Save Palawan from power woes, Duterte urged

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A boy enjoys a bike ride at Puerto Princesa City’s baywalk. —LEO SABANGAN II

A boy enjoys a bike ride at Puerto Princesa City’s baywalk. —LEO SABANGAN II

PUERTO PRINCESA CITY—Electricity consumers and business owners in Palawan province have asked President Duterte to intervene and solve the province’s worsening power supply problem.

Daily and frequent outages, triggered by a shortage of power supply for distribution to the mainland grid, have pushed local groups to demand an investigation of what they claimed to be anomalous power supply contracts entered into by Palawan Electric Cooperative (Paleco).

“If President Duterte is really against corruption, he is our last recourse and we are hoping that he can untangle this mess,” former Vice Gov. Arturo Ventura, a resort owner, said in a press conference attended by civil society groups and business owners here on Thursday.

In a letter sent to Malacañang on Thursday, the group asked Mr. Duterte to order the immediate deployment of a power barge from the National Power Corp. to augment supply coming from three independent power producers who failed to deliver their contracted power due to breakdowns of their power generators or maintenance shutdowns.

They also asked the Department of Energy (DOE) and the Energy Regulatory Commission (ERC) to hasten the approval of supply agreements to improve the power situation in the province.

The group blamed DMCI Power Corp. for the power shortage, noting that the company had been unable to fulfill its obligations since bagging the contract with Paleco.

DMCI Power in 2012 entered into a contract with Paleco to put up a coal-fired power plant. The project, however, faced stiff opposition during its consultation phase, despite support from local governments and political leaders in the province.

Unable to secure the required national permits including an environmental compliance certificate, the company had put up diesel-fired generators and, recently, two bunker fuel-fed generators in Aborlan to produce electricity. These, however, faced technical problems connecting to the main grid, causing power interruption.

Shifting blame

In a statement, DMCI Power said it should not be faulted “for something that we have been working so hard to prevent all these years.”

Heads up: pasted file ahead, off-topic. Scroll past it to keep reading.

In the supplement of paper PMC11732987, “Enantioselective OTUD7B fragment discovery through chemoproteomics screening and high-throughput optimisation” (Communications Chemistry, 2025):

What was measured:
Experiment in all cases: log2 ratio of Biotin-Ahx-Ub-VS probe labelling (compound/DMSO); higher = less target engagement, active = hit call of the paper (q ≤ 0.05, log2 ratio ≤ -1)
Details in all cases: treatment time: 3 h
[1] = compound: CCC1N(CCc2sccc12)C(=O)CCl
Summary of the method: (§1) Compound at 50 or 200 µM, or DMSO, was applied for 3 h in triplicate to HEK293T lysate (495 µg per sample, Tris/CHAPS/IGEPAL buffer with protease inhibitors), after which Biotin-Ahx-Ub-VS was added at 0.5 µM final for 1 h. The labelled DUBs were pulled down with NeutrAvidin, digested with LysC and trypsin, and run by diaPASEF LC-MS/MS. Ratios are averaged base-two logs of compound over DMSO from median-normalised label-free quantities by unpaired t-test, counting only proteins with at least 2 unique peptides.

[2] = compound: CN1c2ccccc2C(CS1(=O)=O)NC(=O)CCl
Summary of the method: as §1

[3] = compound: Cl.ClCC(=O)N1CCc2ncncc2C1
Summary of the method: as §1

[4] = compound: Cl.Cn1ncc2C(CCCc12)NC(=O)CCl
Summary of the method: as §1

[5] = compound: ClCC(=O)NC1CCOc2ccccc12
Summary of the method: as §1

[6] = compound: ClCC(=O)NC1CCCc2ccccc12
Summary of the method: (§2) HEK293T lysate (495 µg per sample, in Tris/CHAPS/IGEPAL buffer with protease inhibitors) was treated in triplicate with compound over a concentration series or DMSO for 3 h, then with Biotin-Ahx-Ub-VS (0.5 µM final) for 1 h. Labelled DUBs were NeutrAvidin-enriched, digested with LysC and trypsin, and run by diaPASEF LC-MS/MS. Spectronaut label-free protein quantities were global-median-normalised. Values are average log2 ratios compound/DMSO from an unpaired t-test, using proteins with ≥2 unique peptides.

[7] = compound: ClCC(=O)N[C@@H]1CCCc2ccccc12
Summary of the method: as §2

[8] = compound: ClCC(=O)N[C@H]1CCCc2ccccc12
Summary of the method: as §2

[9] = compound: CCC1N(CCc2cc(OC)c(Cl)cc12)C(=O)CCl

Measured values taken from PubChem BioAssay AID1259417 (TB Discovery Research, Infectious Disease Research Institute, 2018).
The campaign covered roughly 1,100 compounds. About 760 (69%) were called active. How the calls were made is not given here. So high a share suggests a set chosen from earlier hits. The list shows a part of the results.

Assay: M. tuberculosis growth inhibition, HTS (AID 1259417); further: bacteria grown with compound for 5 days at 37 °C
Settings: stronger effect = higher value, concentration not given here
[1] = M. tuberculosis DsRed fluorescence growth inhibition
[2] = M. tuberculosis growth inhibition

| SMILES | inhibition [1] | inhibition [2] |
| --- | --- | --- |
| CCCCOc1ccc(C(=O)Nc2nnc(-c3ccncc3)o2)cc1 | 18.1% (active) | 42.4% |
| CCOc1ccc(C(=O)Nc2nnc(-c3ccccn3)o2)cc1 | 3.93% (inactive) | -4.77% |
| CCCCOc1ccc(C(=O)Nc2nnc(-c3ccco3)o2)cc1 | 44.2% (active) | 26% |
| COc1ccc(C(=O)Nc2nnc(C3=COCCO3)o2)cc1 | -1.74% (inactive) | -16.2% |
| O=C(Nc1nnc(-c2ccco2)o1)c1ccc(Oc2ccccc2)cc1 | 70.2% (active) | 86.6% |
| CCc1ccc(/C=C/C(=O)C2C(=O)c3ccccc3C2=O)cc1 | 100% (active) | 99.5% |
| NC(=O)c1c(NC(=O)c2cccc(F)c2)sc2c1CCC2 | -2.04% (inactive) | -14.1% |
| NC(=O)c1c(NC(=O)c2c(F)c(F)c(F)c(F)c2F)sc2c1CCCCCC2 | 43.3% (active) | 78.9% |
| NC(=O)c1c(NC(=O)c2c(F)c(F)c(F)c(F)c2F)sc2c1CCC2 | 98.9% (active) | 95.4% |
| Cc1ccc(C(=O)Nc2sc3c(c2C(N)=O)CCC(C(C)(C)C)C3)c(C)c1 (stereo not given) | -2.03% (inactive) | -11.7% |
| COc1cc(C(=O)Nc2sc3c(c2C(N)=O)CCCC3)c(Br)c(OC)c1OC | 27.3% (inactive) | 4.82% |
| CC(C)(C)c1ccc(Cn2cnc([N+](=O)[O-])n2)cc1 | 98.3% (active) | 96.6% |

“To date, we have not been allowed to construct the coal plant which would have addressed the power reliability issue in Palawan… For the last five years, we have been urging the concerned government units and agencies to approve the construction of our 15-megawatt coal plant to prevent a massive power shortage in the province,” it said.

To meet its service obligations, the company said it had been running its diesel plants beyond their operating design.

“We appeal to President Duterte to finally put an end to the power crisis in Palawan by allowing us to build an affordable, reliable power source in the area,” DMCI Power said.

Civil society leaders claimed the DMCI contract was a “sweetheart deal” with Paleco allegedly laced with corruption.

They also blamed the provincial government for failing to execute an energy master plan which prescribed the use of renewable energy resources, among them a mini-hydro project awaiting approval from the ERC.

But Ric Zambales, Paleco general manager, dismissed the accusations in radio interviews as “paninira lang” or mere mudslinging.

In separate interviews, Paleco officials said there were interest groups blocking the approval of supply contracts in the DOE and ERC.

Ventura’s group said local business and political interests had conspired to bring back the coal plant project.

“We abhor any attempt by politicians and their business associates to force coal upon us. The people of Palawan have spoken up on this issue and it is nonnegotiable,” the group’s letter to Mr. Duterte said.

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